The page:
E-Readiness of Preservice Kindergarten Teachers for Teaching Practices During the COVID-19 Lockdown Period [Abstract]

Merav Aizenberg, Gila Cohen Zilka
InSITE 2022  •  2022  •  pp. 017
Aim/Purpose: This study examined the distance teaching practices that early childhood pre-service teachers chose for working with kindergarten students during the COVID-19 lockdown.

Background: The spread of the coronavirus resulted in a state of emergency, lockdowns, isolations, and social distancing in Israel. As a result of the lockdown, kindergartens were closed, and learning continued distance teaching.

Methodology: In this study, we examine the perception of the role of the coaching kindergarten teacher in the process of integrating and coaching students at the be-ginning of their practicum in kindergarten, during the COVID period, from the perspective of the students. The study involved 32 female preservice teachers studying at teacher training institutions in Israel. The study used the qualitative research method.

Contribution: Imparting knowledge, tools, and skills for working in this environment could have led to more significant teaching during the COVID-19 lockdown period by some of the participants in the study.

Findings: The data analysis revealed that preservice teachers could be divided into three categories: (a) those who adopted distance teaching (12.5%), (b) those who sent asynchronous messages (21.8%), and (c) those who initiated distance learning activities (65.6%). Participants raised three issues: (a) communication and interactions, (b) characteristics of the preservice teachers, and (c) attitudes, tools, and technological skills of the preservice teachers. The findings revealed differences in the resilience and efficacy of the preservice teachers, including creativity, endurance, independence, flexibility, and the degree of e-readiness for teaching in a digital environment. These differences affected the choice of distance teaching practices.

Recommendations for Practitioners: Knowledge strengthens the sense of mental resilience; therefore, it is necessary to enhance the digital readiness of students in early education teaching programs. The process of training preservice teachers must include teaching practices in a digital environment, thereby expanding the students’ “toolbox” and increasing their e-readiness for effective integration of the digital environment.

Recommendations for Researchers: The findings of the study can be applied in periods when it is not possible to meet face-to-face, with remote populations in the periphery, and in joint learning of kindergarten teachers, parents, and children within the framework of homeschooling in geographically distant areas, carried out remotely and not face to face.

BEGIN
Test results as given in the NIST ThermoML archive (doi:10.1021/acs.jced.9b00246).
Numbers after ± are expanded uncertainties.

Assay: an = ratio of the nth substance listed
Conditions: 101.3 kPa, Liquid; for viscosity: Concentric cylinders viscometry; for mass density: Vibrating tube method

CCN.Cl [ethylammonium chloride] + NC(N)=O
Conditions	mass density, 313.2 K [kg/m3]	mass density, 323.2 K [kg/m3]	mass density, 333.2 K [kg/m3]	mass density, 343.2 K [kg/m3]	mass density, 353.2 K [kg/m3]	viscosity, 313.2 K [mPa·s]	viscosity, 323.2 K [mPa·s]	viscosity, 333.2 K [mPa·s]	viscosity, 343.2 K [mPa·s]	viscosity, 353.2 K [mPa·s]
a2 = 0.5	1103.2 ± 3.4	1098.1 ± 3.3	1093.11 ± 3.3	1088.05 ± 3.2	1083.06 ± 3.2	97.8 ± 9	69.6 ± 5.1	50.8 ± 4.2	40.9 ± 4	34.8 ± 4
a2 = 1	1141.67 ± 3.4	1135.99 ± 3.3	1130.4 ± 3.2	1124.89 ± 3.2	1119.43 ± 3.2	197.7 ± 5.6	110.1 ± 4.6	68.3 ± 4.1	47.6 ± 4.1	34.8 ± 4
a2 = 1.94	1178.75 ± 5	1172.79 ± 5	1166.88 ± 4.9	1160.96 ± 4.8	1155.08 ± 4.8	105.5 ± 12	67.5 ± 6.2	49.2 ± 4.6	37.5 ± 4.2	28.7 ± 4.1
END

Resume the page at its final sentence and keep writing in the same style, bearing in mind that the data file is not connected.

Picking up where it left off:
All the preservice teachers who participated in the study and all the parents of the children in the kindergartens had full access to the Internet and application's; therefore, the findings of the present study can be applied only to populations that have access to the Internet. For populations that have partial access, the data may be applied only partially.

Impact on Society: It is important that kindergarten teachers initiate distance learning with the children and parents on an ongoing basis, not only during emergencies and crises, on various topics, for example, the online activities program focusing on the seasons of the year. Parents can write texts with their children and all kindergarten children can see them; they can document trees in various situations—the falling of leaves and blossoming—and share with all the kindergarten children and their parents in a dedicated forum; watch a show online with the all the children and their parents; send videos and allow responses on the common forum to the kindergarten staff, children, and parents. In addition, in the process of preservice teacher training, students must acquire social-emotional skills and cultivate a sense of resilience, empathy, self-efficacy, growth mindset patterns, decision-making ability, self-awareness, self-management, social awareness, interaction management, and responsibility.

Future Research: The sample included 32 preservice teachers in early education, in the final year of their training, and examined the practices chosen by the preservice teachers during the first COVID-19 lockdown. Further studies, following subsequent closures, may show a better adaptation to distance teaching because of the experience gained in the meantime. Future studies should examine the distance teaching practices that teachers have used in practice during the closure periods, and what factors advanced and hindered distance learning.
distance teaching practices, COVID-19, practical experience, e-readiness, kindergartens, field experiences, preservice teachers
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